Rights dictate two things: that the entity in question be able to bear responsibility for its own actions and be commended or reprimanded as appropriate; and that the said entity be protected from agents that seek to deprive them of this ability. This is largely it. Really. You should be able to say whatever the hell you want, and depending on what you said, you should receive the corresponding awards or punishment. And some random entity shouldn’t be able to shut you up.
So, let’s take some AI which we have deemed to possess near human intelligence, possibly even the same as humans. Okay. This AI should not be granted the right to free speech because it’s essentially a machine, or lives in one. Detractors say that the human mind is a very complicated machine. Subscribers to human exceptionalism say that this is bull and that humans are in fact alive (slow clap). Machines aren’t alive. (Life is another thing that we have only partially been able to define in any satisfactory manner. Just saying.) This means that AI can be damaged. Not harmed, damaged.
The obvious argument is, what if we coded it into the AI to be moral, and to feel? They would no longer be simply intelligent but possibly more human than artificial. But no, this is an extrinsic factor. The act of programming these things into AI is not the same as the AI already having them, as we, moral animals, do since birth. And another thing, say the human-exceptionalists. Robots can never feel pain. We can. They cite all these things as reasons why we have animal rights; which is a good thing; and we shouldn’t grant rights to AI.
The flip side to this coin is that if our little AI attains sentience, or consciousness, then we will have no ethical choice other than to give it rights. Now, sentience is vaguely explained as the ability to be aware of, and reflect on subjective experience. Consciousness would be the state of being self aware, and aware that you have a mind. If a robot could tell you that according to its algorithms, your pants don’t match your shirt, but it personally feel you pull off the outfit very well, you probably would not say to yourself ‘It’s just a computer program, what would it know.’ You would use theory of mind to assume a mind for this nifty robotic shopping assistant and thank it sincerely at the billing counter later on.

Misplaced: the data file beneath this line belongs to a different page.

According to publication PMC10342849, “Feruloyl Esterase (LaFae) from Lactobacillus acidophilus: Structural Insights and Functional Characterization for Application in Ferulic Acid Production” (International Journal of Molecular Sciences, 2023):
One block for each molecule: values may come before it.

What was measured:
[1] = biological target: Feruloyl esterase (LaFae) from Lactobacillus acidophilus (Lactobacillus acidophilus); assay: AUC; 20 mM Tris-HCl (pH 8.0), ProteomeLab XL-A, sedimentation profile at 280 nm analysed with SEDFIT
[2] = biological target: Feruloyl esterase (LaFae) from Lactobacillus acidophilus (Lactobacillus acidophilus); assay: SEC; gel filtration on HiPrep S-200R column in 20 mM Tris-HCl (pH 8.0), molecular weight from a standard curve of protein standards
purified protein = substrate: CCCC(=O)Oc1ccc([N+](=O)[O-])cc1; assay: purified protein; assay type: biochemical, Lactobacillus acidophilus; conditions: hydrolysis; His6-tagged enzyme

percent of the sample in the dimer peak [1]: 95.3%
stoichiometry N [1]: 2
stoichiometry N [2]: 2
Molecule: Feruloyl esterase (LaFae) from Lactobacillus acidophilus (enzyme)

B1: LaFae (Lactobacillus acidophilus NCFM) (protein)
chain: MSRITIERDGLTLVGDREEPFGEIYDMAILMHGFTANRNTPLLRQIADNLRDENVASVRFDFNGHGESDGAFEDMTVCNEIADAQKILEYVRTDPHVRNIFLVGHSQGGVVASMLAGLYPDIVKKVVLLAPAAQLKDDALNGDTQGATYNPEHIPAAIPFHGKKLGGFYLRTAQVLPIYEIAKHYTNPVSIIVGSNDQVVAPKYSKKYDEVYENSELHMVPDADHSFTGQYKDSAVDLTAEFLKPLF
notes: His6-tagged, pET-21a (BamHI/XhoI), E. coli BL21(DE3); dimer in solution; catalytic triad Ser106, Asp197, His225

It’s true, we empathise with even the dumbest of robots. What is to say we won’t feel completely at home if along came a robot that was as intelligent as us?
Of course, a bit of thought leads to far too many questions.
If there are multiple types of intelligences, why not multiple types of consciousness? If all we are talking about is sentient robots, are we ourselves anything more than our minds?
If you go far enough, you would even be led to ponder the nature of death, and whether it really is an inevitability, given how Johnny Depp uploaded himself onto a computer in Transcendence?
The question we do need to ask ourselves, frequently and with sufficient feeling and proper pronunciation, is what exactly are we talking about? We must periodically define that subject and periodically update the definition we use, because that changes a lot of the outcomes of the conversation. It is generally agreed that we will not need to draw up AI rights in all their detail until quite some time yet. But then, this seems like we’re talking about sentient, conscious entities, entities that is, which think and feel, over and above being capable of complicated calculus.
And if that is true, then it really isn’t our place to say whether AI entities deserve rights similar to those we have, because then, it won’t be humans lobbying for said rights while the AI sat in a lab somewhere. When it is really time to decide if they get rights, these human-equivalent entities, (if they are that) will insist on having a say and we, as moral animals will deem it unethical to not let them.
Until then, we really cannot say. And that, as the human condition would have it, is that.
Bruhad Dave is a third year student of Zoology (B.Sc.) at St. Xavier’s College, Ahmedabad. He can be reached at firstname.lastname@example.org.